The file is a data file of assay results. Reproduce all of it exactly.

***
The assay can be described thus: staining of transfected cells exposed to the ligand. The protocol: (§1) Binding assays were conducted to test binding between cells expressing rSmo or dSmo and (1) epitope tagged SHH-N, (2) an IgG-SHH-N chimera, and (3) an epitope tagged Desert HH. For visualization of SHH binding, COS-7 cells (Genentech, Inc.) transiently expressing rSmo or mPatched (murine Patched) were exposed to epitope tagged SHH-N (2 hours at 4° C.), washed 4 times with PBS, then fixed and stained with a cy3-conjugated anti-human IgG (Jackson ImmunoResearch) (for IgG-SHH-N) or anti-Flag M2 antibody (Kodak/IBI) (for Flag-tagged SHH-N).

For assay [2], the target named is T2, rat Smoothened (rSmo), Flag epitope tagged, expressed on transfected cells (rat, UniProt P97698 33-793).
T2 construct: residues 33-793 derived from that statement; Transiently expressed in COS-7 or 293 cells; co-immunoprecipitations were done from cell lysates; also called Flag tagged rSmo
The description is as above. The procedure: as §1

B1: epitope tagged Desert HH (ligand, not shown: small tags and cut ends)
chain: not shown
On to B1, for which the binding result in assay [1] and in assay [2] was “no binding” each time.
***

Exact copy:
The assay can be described thus: staining of transfected cells exposed to the ligand. The protocol: (§1) Binding assays were conducted to test binding between cells expressing rSmo or dSmo and (1) epitope tagged SHH-N, (2) an IgG-SHH-N chimera, and (3) an epitope tagged Desert HH. For visualization of SHH binding, COS-7 cells (Genentech, Inc.) transiently expressing rSmo or mPatched (murine Patched) were exposed to epitope tagged SHH-N (2 hours at 4° C.), washed 4 times with PBS, then fixed and stained with a cy3-conjugated anti-human IgG (Jackson ImmunoResearch) (for IgG-SHH-N) or anti-Flag M2 antibody (Kodak/IBI) (for Flag-tagged SHH-N).

For assay [2], the target named is T2, rat Smoothened (rSmo), Flag epitope tagged, expressed on transfected cells (rat, UniProt P97698 33-793).
T2 construct: residues 33-793 derived from that statement; Transiently expressed in COS-7 or 293 cells; co-immunoprecipitations were done from cell lysates; also called Flag tagged rSmo
The description is as above. The procedure: as §1

B1: epitope tagged Desert HH (ligand, not shown: small tags and cut ends)
chain: not shown
On to B1, for which the binding result in assay [1] and in assay [2] was “no binding” each time.